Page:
U.S. Army Europe and Africa announced today that during the Swift Response 21 airborne military exercise last month along what is now called NATO’s Eastern Flank – from the Baltic to the Black Sea – troops with the 173rd Airborne Brigade ran a training exercise to practice seizing a decommissioned air base in Bulgaria that went terribly awry. In landing and attacking bunkers and other structures at the site in Cheshnegirovo the American paratroopers also assaulted a building that housed a private business with employees on site.
Nothing daunted, the Pentagon issued a release that stated “We always learn from these exercises and are fully investigating the cause of this mistake.” During the Clinton administration’s and NATO’s 78-day air and missile war against the Federal Republic of Yugoslavia in 1999 a comparable “mistake” was made when a NATO warplane fired a missile into a house in a suburb of the Bulgarian capital of Sofia. It’s not certain what lesson the military bloc learned from that attack. But when there are no repercussions for random armed assaults and missile attacks then there is little enough incentive to rectify such errors or to prevent their recurrence. NATO’s cause is always noble, we’ve been assured – jus ad bellum – so all its actions are necessarily justified – jus in bello.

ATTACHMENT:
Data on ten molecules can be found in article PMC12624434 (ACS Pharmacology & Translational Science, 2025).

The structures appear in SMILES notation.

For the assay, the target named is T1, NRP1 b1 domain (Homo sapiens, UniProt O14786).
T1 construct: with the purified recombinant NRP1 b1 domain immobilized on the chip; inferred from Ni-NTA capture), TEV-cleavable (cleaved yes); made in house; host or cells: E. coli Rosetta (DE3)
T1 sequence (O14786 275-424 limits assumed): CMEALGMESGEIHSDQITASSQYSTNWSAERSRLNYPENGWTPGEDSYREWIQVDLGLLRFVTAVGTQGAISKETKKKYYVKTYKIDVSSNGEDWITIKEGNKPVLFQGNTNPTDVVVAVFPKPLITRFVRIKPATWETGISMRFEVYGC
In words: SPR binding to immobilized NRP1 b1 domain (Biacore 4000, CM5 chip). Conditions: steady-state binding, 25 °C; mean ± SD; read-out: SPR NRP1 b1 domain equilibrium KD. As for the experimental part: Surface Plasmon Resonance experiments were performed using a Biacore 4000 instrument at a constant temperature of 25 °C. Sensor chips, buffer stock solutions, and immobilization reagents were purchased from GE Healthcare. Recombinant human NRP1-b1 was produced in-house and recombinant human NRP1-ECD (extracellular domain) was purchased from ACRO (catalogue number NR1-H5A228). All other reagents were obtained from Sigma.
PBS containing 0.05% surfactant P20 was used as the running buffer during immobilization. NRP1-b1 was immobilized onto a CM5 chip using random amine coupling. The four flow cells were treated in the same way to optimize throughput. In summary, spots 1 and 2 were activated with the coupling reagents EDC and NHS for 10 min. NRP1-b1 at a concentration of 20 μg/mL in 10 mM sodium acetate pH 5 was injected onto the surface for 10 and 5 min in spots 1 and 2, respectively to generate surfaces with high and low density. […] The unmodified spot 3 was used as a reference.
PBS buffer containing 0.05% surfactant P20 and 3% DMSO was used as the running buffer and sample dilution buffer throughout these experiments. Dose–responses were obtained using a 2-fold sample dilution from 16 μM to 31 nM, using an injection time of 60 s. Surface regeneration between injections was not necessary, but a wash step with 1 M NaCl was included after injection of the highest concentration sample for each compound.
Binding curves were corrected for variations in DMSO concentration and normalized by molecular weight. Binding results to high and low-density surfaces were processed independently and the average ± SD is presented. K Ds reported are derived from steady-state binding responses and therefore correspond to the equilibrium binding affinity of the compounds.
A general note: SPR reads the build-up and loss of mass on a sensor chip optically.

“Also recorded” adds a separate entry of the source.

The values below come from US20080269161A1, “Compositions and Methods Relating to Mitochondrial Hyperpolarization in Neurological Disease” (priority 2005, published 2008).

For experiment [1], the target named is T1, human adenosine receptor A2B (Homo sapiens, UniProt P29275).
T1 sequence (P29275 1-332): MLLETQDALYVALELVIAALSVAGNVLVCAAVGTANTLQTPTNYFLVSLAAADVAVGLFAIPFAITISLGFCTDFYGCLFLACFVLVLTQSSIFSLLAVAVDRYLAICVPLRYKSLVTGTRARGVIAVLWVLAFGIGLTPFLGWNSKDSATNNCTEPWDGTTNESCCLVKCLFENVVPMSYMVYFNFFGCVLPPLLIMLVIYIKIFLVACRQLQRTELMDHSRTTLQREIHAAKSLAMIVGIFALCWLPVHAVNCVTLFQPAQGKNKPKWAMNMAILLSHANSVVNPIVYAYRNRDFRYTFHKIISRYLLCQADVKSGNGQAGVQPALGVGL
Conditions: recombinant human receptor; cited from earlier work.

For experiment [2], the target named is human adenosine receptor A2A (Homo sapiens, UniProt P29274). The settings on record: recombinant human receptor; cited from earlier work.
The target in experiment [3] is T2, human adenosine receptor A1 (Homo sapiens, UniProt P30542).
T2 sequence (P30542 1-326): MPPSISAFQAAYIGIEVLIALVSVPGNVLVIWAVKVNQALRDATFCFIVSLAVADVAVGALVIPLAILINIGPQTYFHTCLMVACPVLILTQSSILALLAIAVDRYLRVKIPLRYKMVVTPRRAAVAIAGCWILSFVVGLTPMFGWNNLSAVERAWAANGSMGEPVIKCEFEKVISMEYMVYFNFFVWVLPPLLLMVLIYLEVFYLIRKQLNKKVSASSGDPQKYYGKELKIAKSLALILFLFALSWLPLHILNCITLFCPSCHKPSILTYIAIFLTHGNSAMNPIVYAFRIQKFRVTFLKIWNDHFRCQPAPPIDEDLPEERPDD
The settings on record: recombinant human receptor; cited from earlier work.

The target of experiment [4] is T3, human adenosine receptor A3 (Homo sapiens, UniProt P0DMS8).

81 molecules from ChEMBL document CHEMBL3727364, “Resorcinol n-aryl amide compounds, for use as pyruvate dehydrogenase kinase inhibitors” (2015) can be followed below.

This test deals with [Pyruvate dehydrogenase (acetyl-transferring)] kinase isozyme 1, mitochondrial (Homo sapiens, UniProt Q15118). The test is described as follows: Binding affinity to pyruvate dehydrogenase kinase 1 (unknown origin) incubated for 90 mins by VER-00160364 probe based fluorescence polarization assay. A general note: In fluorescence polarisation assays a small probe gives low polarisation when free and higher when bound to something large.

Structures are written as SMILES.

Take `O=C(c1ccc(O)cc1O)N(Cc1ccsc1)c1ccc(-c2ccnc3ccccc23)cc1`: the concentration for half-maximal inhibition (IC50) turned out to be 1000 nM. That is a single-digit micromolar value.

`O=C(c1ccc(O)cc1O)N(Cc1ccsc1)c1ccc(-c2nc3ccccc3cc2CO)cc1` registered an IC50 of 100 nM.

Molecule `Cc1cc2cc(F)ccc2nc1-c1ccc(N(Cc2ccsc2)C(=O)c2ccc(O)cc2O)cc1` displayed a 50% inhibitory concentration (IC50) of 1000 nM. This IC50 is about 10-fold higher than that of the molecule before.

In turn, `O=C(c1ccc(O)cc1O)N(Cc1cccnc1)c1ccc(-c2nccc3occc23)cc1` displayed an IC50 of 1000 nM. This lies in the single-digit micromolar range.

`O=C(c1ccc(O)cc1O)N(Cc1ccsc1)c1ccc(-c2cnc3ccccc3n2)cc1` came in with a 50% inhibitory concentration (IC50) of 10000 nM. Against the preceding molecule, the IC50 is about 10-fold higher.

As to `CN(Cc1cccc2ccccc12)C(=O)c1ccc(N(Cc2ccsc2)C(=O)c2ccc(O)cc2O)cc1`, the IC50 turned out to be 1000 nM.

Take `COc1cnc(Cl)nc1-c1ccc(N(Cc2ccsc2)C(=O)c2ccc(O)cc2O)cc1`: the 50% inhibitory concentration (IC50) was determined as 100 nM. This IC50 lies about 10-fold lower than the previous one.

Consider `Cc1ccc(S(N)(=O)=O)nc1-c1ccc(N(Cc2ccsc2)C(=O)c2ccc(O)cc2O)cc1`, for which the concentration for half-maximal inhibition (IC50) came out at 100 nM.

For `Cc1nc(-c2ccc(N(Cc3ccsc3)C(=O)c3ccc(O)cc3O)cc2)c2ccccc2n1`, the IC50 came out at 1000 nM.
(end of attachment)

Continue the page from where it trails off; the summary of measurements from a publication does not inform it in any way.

Last month’s Swift Response war games included the participation of 7,000 airborne troops from the U.S. and ten of its NATO allies. It concentrated on “joint forcible entry exercises” in Estonia, Bulgaria and Romania. It began with 800 82nd Airborne paratroopers engaging in a large-scale, night-time jump over central Estonia, linking up with other American paratroopers already in Lithuania, and from there moved to the Black Sea. The entire purpose of the drills was to confront Russia and its allies (e.g, Belarus and Abkhazia) in the Baltic and Black Sea regions.
On May 10 hundreds of paratroopers from the U.S., Germany, the Netherlands, Poland and Romania parachuted into Romania. The nation’s Mihail Kogalniceanu Airbase was the headquarters for the entire Swift Response exercise this year. The base was employed by the U.S. for the 2003 war against Iraq even before Romania joined NATO in 2004. Since then it has been used for the U.S.’s and NATO’s war in Afghanistan. In 2009 the Pentagon established a Permanent Forward Operating Site there. Since 2018 the British Royal Air Force has based four Eurofighter Typhoon combat aircraft at the air base as part of NATO’s Enhanced Air Policing mission targeting Russia in the Black Sea.
In all fairness, Bulgarians should have been warned in 2004 what NATO membership would entail for them and their nation. But then again, NATO provided them an object lesson five years earlier.
Rick Rozoff is a contributing editor at Antiwar.com. He has been involved in anti-war and anti-interventionist work in various capacities for forty years. He lives in Chicago, Illinois. He is the manager of Stop NATO. This originally appeared at Anti-Bellum.